What Works in Schools: Translating Research Into Action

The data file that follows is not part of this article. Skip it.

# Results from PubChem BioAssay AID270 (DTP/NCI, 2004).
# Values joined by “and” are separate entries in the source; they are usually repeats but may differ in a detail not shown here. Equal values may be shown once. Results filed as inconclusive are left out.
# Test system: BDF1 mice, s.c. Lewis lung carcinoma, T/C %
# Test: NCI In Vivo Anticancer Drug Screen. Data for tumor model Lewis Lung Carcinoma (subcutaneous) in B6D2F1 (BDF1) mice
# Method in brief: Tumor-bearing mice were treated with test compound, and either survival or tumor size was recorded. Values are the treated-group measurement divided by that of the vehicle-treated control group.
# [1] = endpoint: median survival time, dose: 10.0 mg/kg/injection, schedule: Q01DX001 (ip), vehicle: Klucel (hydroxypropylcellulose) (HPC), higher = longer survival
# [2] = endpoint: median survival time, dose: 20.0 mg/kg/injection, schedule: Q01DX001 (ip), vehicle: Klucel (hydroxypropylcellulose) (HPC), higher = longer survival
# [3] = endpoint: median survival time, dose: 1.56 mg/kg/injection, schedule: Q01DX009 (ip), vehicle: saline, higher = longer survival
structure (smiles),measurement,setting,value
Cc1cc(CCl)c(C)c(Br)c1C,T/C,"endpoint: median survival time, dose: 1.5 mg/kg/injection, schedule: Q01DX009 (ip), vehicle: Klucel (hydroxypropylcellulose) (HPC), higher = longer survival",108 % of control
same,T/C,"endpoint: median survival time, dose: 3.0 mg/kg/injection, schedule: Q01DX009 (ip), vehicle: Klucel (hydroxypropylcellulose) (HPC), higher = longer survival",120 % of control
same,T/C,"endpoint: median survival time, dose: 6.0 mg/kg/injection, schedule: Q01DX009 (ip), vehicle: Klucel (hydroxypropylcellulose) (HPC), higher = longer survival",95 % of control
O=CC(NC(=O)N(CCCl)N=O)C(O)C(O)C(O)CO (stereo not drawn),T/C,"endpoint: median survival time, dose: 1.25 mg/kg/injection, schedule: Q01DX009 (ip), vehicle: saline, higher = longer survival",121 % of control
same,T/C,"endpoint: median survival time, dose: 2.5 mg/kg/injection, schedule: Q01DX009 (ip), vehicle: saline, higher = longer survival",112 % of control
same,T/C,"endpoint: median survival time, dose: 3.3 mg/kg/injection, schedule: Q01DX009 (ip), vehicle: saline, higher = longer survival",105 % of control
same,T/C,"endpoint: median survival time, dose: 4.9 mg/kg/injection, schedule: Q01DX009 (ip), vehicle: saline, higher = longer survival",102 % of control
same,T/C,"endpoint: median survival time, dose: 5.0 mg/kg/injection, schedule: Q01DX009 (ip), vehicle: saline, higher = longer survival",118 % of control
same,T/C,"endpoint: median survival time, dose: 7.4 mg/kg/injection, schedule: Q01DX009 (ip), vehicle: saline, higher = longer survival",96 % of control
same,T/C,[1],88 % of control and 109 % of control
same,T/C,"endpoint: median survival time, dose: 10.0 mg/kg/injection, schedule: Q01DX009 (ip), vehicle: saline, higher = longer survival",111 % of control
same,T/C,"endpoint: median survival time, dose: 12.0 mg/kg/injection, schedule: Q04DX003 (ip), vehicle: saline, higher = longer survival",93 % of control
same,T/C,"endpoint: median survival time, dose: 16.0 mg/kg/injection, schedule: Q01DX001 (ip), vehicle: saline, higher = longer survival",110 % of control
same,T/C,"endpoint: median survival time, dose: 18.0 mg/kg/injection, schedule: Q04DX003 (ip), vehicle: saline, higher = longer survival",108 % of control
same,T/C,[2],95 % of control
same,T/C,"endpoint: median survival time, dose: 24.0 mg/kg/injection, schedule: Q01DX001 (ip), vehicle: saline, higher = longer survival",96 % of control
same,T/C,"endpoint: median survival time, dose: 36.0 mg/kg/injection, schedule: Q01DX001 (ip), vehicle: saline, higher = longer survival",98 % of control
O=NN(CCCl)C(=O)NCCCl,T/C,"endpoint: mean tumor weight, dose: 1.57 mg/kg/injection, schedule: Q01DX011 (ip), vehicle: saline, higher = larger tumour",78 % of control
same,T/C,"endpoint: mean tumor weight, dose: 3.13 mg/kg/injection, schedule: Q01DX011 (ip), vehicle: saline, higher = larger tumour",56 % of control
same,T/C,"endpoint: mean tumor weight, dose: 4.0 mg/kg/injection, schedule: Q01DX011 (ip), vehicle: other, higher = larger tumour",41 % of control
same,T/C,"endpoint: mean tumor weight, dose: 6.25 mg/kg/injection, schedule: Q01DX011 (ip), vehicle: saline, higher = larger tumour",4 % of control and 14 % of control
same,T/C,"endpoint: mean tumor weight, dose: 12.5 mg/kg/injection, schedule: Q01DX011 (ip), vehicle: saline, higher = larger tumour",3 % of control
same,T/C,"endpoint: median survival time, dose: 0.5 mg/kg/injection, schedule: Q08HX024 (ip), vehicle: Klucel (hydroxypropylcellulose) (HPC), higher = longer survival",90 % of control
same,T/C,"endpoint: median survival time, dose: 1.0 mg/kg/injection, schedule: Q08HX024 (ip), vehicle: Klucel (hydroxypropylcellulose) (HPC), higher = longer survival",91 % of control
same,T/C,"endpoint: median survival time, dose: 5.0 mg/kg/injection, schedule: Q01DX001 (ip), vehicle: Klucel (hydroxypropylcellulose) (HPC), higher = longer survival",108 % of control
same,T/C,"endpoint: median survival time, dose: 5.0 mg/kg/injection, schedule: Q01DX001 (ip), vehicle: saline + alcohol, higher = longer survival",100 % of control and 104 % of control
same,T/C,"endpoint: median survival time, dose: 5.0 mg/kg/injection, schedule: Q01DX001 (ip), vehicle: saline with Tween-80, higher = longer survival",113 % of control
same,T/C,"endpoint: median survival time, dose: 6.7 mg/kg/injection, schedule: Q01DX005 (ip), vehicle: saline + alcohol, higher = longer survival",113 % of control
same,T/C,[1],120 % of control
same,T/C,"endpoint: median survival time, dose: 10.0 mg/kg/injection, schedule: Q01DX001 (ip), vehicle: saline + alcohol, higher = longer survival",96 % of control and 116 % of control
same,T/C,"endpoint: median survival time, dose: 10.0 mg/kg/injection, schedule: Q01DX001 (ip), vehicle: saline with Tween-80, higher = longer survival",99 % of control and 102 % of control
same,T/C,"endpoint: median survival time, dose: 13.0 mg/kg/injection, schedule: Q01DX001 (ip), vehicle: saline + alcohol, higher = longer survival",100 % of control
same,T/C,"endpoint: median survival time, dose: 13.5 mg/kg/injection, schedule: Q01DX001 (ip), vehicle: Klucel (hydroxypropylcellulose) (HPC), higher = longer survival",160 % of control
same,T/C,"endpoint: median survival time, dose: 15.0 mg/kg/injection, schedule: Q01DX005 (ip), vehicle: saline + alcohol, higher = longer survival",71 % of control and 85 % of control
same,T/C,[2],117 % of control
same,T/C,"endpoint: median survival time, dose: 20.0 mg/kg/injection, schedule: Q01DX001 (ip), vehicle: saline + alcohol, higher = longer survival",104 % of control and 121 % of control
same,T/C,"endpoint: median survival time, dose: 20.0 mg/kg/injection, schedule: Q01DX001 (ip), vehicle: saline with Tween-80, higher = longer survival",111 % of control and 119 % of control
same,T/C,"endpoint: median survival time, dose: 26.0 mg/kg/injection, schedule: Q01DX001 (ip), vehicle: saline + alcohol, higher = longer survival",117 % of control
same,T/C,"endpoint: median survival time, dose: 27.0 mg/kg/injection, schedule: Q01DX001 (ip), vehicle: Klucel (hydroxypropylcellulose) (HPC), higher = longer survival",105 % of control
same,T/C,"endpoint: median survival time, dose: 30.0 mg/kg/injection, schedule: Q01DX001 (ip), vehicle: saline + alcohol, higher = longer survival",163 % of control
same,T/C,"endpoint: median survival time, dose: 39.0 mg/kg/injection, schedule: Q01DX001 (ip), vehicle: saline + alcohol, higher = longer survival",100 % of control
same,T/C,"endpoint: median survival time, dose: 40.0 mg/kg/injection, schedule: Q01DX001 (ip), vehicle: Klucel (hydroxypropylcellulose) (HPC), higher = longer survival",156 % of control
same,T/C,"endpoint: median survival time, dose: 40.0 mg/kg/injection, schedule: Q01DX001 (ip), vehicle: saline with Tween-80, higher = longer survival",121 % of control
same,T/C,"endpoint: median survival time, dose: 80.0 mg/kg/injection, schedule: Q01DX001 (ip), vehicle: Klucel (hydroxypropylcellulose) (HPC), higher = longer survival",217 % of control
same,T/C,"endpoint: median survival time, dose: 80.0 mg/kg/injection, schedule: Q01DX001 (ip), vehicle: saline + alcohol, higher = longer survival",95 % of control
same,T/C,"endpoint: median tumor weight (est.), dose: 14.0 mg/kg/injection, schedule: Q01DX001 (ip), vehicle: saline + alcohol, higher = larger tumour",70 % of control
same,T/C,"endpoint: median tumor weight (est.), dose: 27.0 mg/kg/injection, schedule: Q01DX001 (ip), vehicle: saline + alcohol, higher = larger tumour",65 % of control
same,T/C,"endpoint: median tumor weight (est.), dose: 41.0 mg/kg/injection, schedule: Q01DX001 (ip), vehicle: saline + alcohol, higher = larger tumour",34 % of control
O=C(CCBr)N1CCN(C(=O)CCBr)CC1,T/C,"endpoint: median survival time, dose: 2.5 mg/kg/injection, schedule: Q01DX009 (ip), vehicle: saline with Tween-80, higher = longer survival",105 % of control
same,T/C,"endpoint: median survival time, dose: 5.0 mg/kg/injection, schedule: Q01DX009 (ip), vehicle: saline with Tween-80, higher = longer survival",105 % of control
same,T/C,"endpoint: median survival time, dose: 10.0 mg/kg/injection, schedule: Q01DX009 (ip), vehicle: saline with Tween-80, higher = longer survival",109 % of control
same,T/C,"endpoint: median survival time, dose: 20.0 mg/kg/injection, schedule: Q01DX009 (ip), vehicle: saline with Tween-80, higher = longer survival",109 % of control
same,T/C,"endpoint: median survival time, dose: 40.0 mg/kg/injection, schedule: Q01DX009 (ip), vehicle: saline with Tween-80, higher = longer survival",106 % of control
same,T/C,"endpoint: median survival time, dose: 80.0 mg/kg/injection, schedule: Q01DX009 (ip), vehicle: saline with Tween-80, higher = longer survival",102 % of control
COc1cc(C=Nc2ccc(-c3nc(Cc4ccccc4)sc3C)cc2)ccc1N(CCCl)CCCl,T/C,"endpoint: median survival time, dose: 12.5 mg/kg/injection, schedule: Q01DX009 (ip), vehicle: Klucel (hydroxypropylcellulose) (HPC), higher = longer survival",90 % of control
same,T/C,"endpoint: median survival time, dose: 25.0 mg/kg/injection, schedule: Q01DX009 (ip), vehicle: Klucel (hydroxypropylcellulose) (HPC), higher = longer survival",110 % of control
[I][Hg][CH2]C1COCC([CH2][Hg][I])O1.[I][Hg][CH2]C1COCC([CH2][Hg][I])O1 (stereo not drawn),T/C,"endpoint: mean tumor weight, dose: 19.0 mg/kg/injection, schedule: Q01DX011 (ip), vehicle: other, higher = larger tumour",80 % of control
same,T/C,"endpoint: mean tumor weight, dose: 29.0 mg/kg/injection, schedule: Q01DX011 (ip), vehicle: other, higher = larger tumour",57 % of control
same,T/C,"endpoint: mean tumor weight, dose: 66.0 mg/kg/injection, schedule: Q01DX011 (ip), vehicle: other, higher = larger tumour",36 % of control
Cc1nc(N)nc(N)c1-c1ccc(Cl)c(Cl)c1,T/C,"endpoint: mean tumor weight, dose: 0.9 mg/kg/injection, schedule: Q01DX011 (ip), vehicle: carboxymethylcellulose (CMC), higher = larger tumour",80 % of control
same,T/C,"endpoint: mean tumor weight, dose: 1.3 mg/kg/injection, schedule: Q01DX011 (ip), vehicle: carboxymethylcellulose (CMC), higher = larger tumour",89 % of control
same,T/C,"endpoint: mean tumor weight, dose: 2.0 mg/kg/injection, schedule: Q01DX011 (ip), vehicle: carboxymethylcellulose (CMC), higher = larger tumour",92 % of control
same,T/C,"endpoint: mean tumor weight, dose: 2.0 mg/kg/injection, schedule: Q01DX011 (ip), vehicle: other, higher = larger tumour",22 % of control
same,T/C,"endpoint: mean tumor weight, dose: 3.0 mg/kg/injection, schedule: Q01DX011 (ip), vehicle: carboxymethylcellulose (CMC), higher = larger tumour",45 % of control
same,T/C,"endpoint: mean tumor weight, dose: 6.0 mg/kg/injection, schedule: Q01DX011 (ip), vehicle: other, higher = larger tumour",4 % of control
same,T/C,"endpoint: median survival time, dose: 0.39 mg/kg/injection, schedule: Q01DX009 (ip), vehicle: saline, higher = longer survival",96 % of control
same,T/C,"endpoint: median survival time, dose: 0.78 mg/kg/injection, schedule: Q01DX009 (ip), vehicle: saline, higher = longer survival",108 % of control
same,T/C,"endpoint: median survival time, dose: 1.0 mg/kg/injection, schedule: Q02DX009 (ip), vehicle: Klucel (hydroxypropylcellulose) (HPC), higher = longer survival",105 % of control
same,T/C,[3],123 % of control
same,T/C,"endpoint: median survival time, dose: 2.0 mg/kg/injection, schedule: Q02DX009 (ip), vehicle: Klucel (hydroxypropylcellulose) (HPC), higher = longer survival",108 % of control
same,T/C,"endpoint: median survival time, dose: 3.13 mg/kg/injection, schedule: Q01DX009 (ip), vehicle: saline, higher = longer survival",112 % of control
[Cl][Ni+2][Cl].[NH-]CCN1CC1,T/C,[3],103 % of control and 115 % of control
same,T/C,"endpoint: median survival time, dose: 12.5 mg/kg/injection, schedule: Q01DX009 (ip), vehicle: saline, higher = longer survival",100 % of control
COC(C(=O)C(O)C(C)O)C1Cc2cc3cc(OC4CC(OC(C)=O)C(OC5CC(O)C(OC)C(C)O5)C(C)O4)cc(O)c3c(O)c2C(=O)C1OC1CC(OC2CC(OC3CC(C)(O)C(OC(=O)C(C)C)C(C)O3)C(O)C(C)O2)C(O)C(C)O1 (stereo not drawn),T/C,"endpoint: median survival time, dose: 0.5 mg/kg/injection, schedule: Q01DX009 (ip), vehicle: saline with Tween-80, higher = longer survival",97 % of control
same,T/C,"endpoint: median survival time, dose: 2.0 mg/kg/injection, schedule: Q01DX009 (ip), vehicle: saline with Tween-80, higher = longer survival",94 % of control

Any school in the United States can operate at advanced levels of effectiveness--if it is willing to implement what is known about effective schooling. If we follow the guidance offered from 35 years of research, says author Robert J. Marzano, we can enter an era of unprecedented effectiveness for the public practice of education. In What Works in Schools: Translating Research into Action, Marzano synthesizes that research to provide clear and unequalled insight into the nature of schooling. Marzano defines the factors affecting student achievement and offers compelling answers to once-elusive questions: How can schools set academic goals that do not underestimate student potential? How critical are staff collegiality and professional development? Do all students have equal opportunity to learn, given current curriculum requirements? Supplemental versus required content-is there room for redefinition? What types of parental and community involvement make a real difference? What instructional strategies really work? What influence can an individual teacher have (as separate from the influence of the overall school)? How can teachers manage classrooms that promote positive student-and-teacher relationships? How can teachers structure their curricula to better sequence and pace content? Can teachers really overcome a student's negative home environment? How does an understanding of motivation theories help students and teachers overcome learning obstacles? What specific learning strategies can enhance learned intelligence and background knowledge? In each chapter, Marzano recommends specific-and attainable-action steps to implement successful strategies culled from the wealth of research data. Schools can and do affect student achievement. In his latest work, Marzano leads the way in establishing positive approaches that can make the long-held dream of effective public education a reality.